Sami Hamdi, editor-in-chief of The International Interest, a current affairs analysis magazine, said the announcements raised the prospect of peace in the North African nation after a number of failed ceasefires. 
“I think this is the first time in the entire Libyan conflict whereby we have military stalemate, the military dynamics are equal,” Hamdi told Al Jazeera. “This time as a result of Turkish intervention, the western side, the GNA … has enough power to prevent Haftar from marching westwards.

“This ceasefire has a very good chance of lasting because the cost of a potential battle is so high and if an individual faction decides to launch a battle by itself it would find itself obliterated,” he added.
“Now, we are seeing a new phase in the negotiations between Turkey and the other foreign powers. All the dynamics suggest that all the foreign powers prefer some sort of peace at least for the foreseeable future.” 
Oil-rich country 
Libya was plunged into chaos when a NATO-backed uprising in 2011 toppled longtime ruler Muammar Gaddafi, who was later killed. The country has since split between rival east and west-based administrations, each backed by armed groups and foreign governments.
Haftar launched an offensive in April 2019 trying to capture the capital, Tripoli.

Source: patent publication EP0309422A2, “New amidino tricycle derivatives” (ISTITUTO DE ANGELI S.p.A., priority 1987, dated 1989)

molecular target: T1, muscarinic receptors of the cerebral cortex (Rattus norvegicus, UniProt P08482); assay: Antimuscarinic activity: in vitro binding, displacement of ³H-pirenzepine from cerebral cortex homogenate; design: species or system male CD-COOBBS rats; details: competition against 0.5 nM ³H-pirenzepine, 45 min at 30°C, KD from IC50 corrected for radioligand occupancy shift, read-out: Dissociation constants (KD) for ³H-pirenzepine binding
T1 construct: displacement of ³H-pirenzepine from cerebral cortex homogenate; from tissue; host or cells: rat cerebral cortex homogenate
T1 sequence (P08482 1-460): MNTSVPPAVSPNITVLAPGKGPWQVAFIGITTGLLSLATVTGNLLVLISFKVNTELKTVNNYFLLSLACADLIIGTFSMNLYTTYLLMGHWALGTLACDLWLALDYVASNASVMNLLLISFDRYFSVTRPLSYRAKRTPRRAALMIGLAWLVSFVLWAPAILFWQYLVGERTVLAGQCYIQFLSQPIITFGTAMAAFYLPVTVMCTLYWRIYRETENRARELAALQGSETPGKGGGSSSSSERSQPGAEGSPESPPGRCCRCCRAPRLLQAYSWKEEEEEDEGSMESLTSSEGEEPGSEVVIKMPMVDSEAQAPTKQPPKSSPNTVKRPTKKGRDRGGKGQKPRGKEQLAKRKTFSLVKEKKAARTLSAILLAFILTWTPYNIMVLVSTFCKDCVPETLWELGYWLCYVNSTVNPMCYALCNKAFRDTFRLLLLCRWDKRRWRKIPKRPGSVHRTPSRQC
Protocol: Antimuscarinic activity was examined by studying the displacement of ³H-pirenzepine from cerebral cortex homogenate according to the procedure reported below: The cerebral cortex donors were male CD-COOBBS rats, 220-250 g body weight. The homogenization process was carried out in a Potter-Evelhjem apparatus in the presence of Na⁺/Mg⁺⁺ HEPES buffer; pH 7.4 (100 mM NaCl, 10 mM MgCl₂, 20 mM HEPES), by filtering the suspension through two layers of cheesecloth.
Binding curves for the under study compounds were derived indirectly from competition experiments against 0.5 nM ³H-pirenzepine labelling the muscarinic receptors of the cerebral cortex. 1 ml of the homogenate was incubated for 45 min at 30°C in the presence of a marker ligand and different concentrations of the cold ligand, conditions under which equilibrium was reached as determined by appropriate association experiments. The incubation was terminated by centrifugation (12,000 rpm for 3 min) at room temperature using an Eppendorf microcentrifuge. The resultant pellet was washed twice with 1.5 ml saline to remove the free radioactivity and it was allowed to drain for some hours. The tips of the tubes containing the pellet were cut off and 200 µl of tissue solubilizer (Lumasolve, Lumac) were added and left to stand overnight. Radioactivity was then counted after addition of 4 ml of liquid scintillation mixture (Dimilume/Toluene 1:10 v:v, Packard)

But his campaign collapsed in June when the Tripoli-allied fighters, with Turkish support, gained the upper hand, driving his forces from the outskirts of Tripoli and other western towns.
The GNA was founded in 2015 under a UN-led agreement, but efforts for a long-term political settlement failed after a series of military offensives by forces loyal to Haftar.
The chaos in the oil-rich country has worsened in recent months as foreign backers increasingly intervene, despite pledges to the contrary at a high-profile peace summit in Berlin earlier this year.
Haftar is supported by Egypt, the United Arab Emirates, and Russia. Turkey, a bitter rival of Egypt and the UAE in a broader regional struggle over political Islam, is the main patron of the Tripoli forces, which are also backed by the wealthy Gulf state of Qatar.
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Libya’s NOC accuses UAE of being behind oil blockade |NationalTribune.com

Since January, groups loyal to Haftar have been blocking the production and export of oil from the country’s most important fields and terminals [Esam Omran Al-Fetori/Reuters] Libya’s National Oil Corp (NOC) has accused the United Arab Emirates of instructing eastern forces in Libya’s civil war to reimpose a blockade of oil exports after the departure…